In my home province of Ontario, everyone’s all abuzz over the announcement of “free” tuition for college and university for lower-income families. The only problem, of course, is it’s not free. Not at all. All that’s happened is the provincial government has increased the grant amount for these families. They still have to contribute $3,000, though, if they want to get that $6,000 grant.
Which means “free” isn’t free. They still have to save up some money. They still need to contribute—and they’ll still accumulate a ton of debt along the way because too few lower income families have college savings here in Canada, and even fewer younger people in general have any clue how to manage their money.
How do I know? I was one of them.
I went to college entirely on student loans because that was the only way for me to go to college. I wasn’t good with money. I had no savings. So loans seemed to be the way to go. Three years later, I graduated with around $15,000 in debt. It took me almost 10 years to pay it off (and even then, I did not because I actually paid it off, but because we rolled it into our mortgage).
There’s so much I wish I could tell my 20-year-old self. Heck, there’s so much I wish I could have told my 19-year-old niece before she went off to college a couple of years ago, too.1 Now, I have three kids, the oldest of which will be ready to start thinking about college in just a few short years.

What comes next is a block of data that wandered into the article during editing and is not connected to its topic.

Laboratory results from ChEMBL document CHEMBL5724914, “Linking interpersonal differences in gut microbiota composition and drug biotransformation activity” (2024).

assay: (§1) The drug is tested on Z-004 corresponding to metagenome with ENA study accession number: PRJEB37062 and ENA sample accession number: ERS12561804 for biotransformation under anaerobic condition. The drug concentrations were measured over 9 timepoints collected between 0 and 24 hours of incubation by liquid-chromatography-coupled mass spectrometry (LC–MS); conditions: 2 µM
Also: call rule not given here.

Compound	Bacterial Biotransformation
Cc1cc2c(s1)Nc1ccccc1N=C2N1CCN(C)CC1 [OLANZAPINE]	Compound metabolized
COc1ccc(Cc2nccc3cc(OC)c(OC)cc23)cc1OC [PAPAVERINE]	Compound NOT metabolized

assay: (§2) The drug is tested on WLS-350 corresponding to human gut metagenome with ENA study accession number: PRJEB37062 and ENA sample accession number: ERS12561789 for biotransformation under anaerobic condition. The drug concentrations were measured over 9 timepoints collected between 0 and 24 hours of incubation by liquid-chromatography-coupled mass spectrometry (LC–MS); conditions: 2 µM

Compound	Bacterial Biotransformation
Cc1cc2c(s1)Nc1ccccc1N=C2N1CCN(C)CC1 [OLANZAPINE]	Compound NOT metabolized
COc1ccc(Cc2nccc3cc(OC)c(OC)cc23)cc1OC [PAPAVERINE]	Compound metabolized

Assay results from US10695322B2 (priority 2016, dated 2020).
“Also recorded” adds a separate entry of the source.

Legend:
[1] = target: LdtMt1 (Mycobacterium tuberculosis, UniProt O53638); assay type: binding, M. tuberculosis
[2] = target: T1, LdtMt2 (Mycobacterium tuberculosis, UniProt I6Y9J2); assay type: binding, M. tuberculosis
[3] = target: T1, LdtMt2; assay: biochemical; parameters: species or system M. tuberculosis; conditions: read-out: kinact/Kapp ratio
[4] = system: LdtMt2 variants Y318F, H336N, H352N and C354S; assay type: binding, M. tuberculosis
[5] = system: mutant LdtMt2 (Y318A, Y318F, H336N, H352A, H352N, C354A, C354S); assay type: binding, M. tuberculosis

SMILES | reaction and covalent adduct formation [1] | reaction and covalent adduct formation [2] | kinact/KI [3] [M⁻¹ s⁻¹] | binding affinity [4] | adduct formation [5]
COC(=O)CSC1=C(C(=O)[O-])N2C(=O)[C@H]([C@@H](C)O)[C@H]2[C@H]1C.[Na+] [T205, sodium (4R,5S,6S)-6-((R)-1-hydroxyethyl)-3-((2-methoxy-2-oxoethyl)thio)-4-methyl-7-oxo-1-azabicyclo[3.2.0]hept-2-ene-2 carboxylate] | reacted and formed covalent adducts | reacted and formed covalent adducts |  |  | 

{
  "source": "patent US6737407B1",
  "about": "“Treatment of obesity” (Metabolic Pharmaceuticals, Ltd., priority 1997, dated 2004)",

So what do I tell her? How do I help her avoid the mistakes I—and so many in the last 25 years—have made? Among the first things I’ll do is ask her to read Beating the College Debt Trap: Getting a Degree Without Going Broke by Alex Chediak.
Nine traps that shackle us with debt
In this book, Chediak unpacks nine traps that lead us into college debt, and reminds his readers that it really is possible to get a degree without selling out your future. The traps he explores, in brief, are:
- Everyone must go to a four-year college
- It’s all just going to work out (and other lies you’ve heard about how money works)
- The money you spend on a prestigious college is worth it
- Choosing a major on a whim
- Student loans are always worth it (the “good debt” myth)
- I can’t get meaningful work as a student (therefore I won’t work)
- I can’t control my expenses
- Finding a high-paying job will be a breeze
- I’ve got a paycheck and can finally live it up!
These nine traps speak to the experiences and thinking of so many of us. We treat debt as if it were a good thing, instead of a snare. We act as though budgeting isn’t our responsibility. We go to school with no clue what we actually want to do, but we’re pretty sure it’ll work out in the end. We look at the name and reputation of the school, but we fail to consider whether all we’re buying is the name.
But the problem all starts with the first—that everyone must go to a four-year college—or to college at all.
From option to expectation
It starts early, around the 10th or 11th grade. At that point, many kids are expected to start thinking about college: where will I go? What will I take? But no one seems to ask should I go at all? The expectation today seems to be, “Of course you’re going to college or university!” It’s a given.
Except it’s not.
This is why there are so many teens and 20-somethings wandering college campuses, looking for a good time, but not having a clue about what they’re going to do for their careers. They’re going because they’re told they should. But no one ever seems to say, you know what? “No matter what you may have heard, four-year colleges are not for everyone. They’re especially not for everyone who’s barely eighteen and has just finished high school” (31).